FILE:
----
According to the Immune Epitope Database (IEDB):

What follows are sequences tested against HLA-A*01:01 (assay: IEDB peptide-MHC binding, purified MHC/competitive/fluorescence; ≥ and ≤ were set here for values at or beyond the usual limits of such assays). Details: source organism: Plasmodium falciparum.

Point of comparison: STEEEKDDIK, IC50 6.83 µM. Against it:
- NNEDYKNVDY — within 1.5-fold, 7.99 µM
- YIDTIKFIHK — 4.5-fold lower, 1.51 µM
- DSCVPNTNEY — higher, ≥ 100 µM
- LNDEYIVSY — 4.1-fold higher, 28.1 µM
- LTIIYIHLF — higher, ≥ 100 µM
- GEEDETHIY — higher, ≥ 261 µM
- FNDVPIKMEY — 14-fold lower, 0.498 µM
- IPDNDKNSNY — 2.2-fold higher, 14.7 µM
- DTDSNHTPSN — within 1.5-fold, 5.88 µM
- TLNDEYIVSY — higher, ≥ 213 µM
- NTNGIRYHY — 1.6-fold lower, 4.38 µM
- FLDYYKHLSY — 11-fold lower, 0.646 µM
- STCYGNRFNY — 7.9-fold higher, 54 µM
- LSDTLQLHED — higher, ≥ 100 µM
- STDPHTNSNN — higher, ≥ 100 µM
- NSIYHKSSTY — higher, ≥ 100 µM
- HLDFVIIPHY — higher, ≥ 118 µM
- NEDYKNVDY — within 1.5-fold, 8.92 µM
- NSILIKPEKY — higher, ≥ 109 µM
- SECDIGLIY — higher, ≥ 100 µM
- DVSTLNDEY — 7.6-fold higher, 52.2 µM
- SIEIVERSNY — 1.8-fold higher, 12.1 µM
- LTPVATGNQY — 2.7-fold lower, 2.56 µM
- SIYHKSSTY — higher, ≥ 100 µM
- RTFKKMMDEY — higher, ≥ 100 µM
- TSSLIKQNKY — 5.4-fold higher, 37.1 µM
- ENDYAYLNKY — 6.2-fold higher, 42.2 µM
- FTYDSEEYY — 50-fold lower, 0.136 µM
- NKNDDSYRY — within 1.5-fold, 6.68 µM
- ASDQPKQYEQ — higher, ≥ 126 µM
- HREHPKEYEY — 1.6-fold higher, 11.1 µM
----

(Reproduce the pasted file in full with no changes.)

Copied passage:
According to the Immune Epitope Database (IEDB):

What follows are sequences tested against HLA-A*01:01 (assay: IEDB peptide-MHC binding, purified MHC/competitive/fluorescence; ≥ and ≤ were set here for values at or beyond the usual limits of such assays). Details: source organism: Plasmodium falciparum.

Point of comparison: STEEEKDDIK, IC50 6.83 µM. Against it:
- NNEDYKNVDY — within 1.5-fold, 7.99 µM
- YIDTIKFIHK — 4.5-fold lower, 1.51 µM
- DSCVPNTNEY — higher, ≥ 100 µM
- LNDEYIVSY — 4.1-fold higher, 28.1 µM
- LTIIYIHLF — higher, ≥ 100 µM
- GEEDETHIY — higher, ≥ 261 µM
- FNDVPIKMEY — 14-fold lower, 0.498 µM
- IPDNDKNSNY — 2.2-fold higher, 14.7 µM
- DTDSNHTPSN — within 1.5-fold, 5.88 µM
- TLNDEYIVSY — higher, ≥ 213 µM
- NTNGIRYHY — 1.6-fold lower, 4.38 µM
- FLDYYKHLSY — 11-fold lower, 0.646 µM
- STCYGNRFNY — 7.9-fold higher, 54 µM
- LSDTLQLHED — higher, ≥ 100 µM
- STDPHTNSNN — higher, ≥ 100 µM
- NSIYHKSSTY — higher, ≥ 100 µM
- HLDFVIIPHY — higher, ≥ 118 µM
- NEDYKNVDY — within 1.5-fold, 8.92 µM
- NSILIKPEKY — higher, ≥ 109 µM
- SECDIGLIY — higher, ≥ 100 µM
- DVSTLNDEY — 7.6-fold higher, 52.2 µM
- SIEIVERSNY — 1.8-fold higher, 12.1 µM
- LTPVATGNQY — 2.7-fold lower, 2.56 µM
- SIYHKSSTY — higher, ≥ 100 µM
- RTFKKMMDEY — higher, ≥ 100 µM
- TSSLIKQNKY — 5.4-fold higher, 37.1 µM
- ENDYAYLNKY — 6.2-fold higher, 42.2 µM
- FTYDSEEYY — 50-fold lower, 0.136 µM
- NKNDDSYRY — within 1.5-fold, 6.68 µM
- ASDQPKQYEQ — higher, ≥ 126 µM
- HREHPKEYEY — 1.6-fold higher, 11.1 µM